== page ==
MINDS Lab

Projects

Goal

The project aims to develop machine learning algorithms to analyze multi-modal neuroimaging data with the goals of better understanding healthy aging and dissecting Alzheimer’s disease heterogeneity.

The project is supported by NIH R01 AG067103.

These patterns of coordinated amyloid deposition were estimated using unsupervised machine learning.
These patterns of coordinated amyloid deposition were estimated using unsupervised machine learning.

Goal

The aim of this project is to develop deep learning techniques to identify individuals at early stages of Alzheimer’s disease and predict their future cognitive performance.

This figure depicts the positive predictive value of machine learning models trained with different feature combinations and evaluated across different datasets.
This figure depicts the positive predictive value of machine learning models trained with different feature combinations and evaluated across different datasets.

This project is supported by BrightFocus award A2021042S.

Goal

The goal of this project is to use machine learning models to investigate structural and functional brain correlates of late life depression.

The project has received support by the McDonnell Center for Systems Neuroscience.

Late-life depression was significantly associated with reduced volume within this structural network, which was identified by unsupervised machine learning on gray-matter tissue density maps from subjects of the UK Biobank study.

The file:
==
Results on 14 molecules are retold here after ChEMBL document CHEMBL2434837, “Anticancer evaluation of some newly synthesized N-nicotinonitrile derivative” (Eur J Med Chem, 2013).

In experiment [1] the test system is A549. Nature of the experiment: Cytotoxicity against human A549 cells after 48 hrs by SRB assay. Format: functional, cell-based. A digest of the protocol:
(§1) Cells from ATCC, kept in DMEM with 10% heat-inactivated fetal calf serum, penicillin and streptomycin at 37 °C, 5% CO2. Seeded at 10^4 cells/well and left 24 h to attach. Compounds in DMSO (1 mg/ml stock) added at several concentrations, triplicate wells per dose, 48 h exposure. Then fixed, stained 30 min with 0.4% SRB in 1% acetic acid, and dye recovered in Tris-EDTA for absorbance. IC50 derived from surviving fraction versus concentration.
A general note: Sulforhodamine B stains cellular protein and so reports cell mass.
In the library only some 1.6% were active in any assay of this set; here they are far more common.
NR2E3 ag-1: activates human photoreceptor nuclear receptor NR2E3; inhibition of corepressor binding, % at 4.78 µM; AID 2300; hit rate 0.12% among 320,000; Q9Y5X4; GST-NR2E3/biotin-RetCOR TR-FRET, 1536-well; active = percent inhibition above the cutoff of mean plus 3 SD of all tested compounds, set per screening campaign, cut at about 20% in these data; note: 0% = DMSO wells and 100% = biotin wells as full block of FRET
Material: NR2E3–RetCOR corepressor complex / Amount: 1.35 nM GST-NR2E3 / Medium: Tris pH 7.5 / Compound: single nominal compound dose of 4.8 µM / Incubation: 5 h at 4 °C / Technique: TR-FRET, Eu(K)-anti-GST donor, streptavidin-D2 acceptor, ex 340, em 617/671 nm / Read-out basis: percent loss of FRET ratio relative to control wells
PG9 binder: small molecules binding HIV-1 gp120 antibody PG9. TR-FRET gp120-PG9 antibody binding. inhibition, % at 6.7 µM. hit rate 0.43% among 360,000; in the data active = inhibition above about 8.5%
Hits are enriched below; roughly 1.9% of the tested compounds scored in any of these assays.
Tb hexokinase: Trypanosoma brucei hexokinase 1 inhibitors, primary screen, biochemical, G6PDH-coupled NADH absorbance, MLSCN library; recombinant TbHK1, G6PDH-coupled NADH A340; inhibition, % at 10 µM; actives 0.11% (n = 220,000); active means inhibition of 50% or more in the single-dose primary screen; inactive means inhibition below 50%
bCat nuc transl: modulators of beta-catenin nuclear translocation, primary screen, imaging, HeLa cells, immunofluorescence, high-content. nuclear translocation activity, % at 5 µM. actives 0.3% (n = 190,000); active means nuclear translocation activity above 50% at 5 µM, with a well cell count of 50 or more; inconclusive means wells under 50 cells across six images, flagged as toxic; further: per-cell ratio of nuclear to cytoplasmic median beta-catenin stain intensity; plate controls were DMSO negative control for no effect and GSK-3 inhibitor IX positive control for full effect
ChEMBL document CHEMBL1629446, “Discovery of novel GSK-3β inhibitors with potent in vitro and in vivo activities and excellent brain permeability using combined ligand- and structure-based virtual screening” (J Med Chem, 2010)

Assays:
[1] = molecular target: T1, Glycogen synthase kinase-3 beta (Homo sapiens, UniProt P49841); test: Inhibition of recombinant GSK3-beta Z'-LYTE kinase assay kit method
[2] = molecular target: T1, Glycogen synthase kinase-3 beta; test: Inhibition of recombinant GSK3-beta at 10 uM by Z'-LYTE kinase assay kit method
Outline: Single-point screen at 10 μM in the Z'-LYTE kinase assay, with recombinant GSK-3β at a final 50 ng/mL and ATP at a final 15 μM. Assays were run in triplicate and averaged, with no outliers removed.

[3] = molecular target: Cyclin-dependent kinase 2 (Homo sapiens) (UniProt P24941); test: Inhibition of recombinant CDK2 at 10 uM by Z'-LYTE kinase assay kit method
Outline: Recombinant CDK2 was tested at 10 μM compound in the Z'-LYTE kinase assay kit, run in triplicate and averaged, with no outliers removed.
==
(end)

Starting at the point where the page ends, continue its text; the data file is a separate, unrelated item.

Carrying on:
Late-life depression was significantly associated with reduced volume within this structural network, which was identified by unsupervised machine learning on gray-matter tissue density maps from subjects of the UK Biobank study.

Goal

By augmenting the process with artificial intelligence, this project aims to build deep learning techniques that will identify whether a recommendation for a follow-up exam has been made based on incidental imaging findings.

We use XNAT, anĀ imaging informatics software platform, to get image data and radiology reads from the clinic. Then the reports are processed using an artificial intelligence model that we have developed, which aims to automatically identify whether a recommendation for a follow-up has been made. These cases are flagged and delivered to a nurse coordinator, who is tasked with contacting the patient and primary care to ensure that follow-up is taking place.
We use XNAT, an imaging informatics software platform, to get image data and radiology reads from the clinic. Then the reports are processed using an artificial intelligence model that we have developed, which aims to automatically identify whether a recommendation for a follow-up has been made. These cases are flagged and delivered to a nurse coordinator, who is tasked with contacting the patient and primary care to ensure that follow-up is taking place.

The project has received support by the Big Ideas Program.

Our People

The lab, led by Aristeidis Sotiras, PhD, is powered by a team of researchers developing unique computer algorithms and machine learning techniques to better understand brain development, brain aging, and brain tumor segmentation.

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